And Belin's right. We are taken down a '60s psychedelic, trippy, ye-ye journey by The Liminanas with their reverb-laden hooks and vocals that are heavily indebted to the likes of Serge Gainsbourg, Ennio Morricone and Brigitte Bardot. Headed by Lionel Liminana on guitar, bass, organ and vocals — and his wife Marie on drums and percussion — the band's very eclectic-yet-nostalgic take on American garage sounds clearly appeals to the grandparents in the crowd. Many of them actually leave their picnic rugs to brave the sun and reclaim their youth in front of the stage, swaying delightedly at a sadly neglected era. The rapid grooves on tracks like Russian Roulette and Garden Of Love are irresistible to say the least. A variety of well-placed sound distorters also add atmosphere to the hazy vibe.  

Festival favourite Nouvelle Vague return this year with a more restrained, considered style that departs from their earlier rambunctious offerings. Current female lead vocalists Liset Alea and Elodie Frege inject the festival crowd with a much-needed adrenalin shot after having quaffed down all that lunchtime cheese and champagne. The crowd in front of the stage swells, drawn by the pure kittenish energy of Alea and Frege as they sashay ever-so seductively to the lightweight African- and Spanish-inflected tracks from their latest album I Could Be Happy. Known for their new-wave covers, the tracks traverse a wide musical terrain — from the doo-wop tempos of I Wanna Be Sedated and the flamenco guitar strums of Ever Fallen In Love, to the off-beat numbers like All Cats Are Grey and an '80s pop love letter in Love Comes In Spurts. Their best tracks, however, are the ones with the dreamy, bossa-nova melodies like those of La Pluie Et Le Beau Temps.

Nouvelle Vague alumnus and Frankston-born singer Nadeah is brought out as a surprise guest vocalist. The now-Paris-based soloist featured on So Frenchy So Chic In The Park's 2013 line-up and brings back fond memories of Brigitte Bardot's appeal. Barefoot and in a leopard-print wrap dress, she prowls the length of the stage and sinks to the floor at the conclusion of her first song and then finishes I Melt With You. Her husky vocals add depth and are a perfect foil to Alea and Frege.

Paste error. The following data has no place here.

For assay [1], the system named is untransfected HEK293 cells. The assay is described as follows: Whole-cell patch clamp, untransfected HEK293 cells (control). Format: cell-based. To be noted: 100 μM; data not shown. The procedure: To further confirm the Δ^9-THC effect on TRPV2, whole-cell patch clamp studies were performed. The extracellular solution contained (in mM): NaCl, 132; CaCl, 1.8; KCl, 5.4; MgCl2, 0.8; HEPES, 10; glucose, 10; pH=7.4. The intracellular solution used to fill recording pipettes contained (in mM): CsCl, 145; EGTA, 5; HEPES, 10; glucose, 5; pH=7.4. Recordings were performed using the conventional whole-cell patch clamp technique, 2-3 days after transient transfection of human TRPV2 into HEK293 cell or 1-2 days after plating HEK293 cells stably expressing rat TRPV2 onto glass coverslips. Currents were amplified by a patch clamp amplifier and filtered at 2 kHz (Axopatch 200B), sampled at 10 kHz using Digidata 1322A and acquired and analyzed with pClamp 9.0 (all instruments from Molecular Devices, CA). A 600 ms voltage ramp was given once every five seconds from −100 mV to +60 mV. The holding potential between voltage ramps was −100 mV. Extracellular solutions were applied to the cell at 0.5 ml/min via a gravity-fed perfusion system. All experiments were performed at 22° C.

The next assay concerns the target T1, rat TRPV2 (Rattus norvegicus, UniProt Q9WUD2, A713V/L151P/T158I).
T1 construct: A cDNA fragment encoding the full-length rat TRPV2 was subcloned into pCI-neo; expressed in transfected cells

Deluxe should rename themselves 'Aerobics'. Theirs is the most high octane-fuelled act of the day, featuring endless jumps, lunges and arm swings that leave us breathless just watching them. From the first moment, the instrumentalists and female vocalist from Aix-en-Provence in the south of France enthrall with their mix of electro, hip hop, funk and jazz. Nasally lead vocalist Liliboy (Elisa Poublan) adorably flaunts a red-and-gold sequined miniskirt in the shape of a moustache — the band's logo — and raps to hip hop numbers with aplomb. She lends just as much power to pop numbers like Baby That's You, the funky Oh Oh and Wait A Minute. Counting Beat Assailant, The Roots, General Elektriks and Cannonball Adderley as prominent influences, the band ricochets from one addictive track to the next with tireless choreography and enthusiastically encourage the crowd to join them in dancing and even sitting down at one point.

With their eye-catching red-and-gold, military-themed costumes and all manner of tassels and sequins, the band's male members all sport actual moustaches that add to their slightly camp appeal. But their music is pure manna to the crowd.

As we exit the Werribee Park gates, we're sad to relegate another successful So Frenchy So Chic In The Park to the memory bank.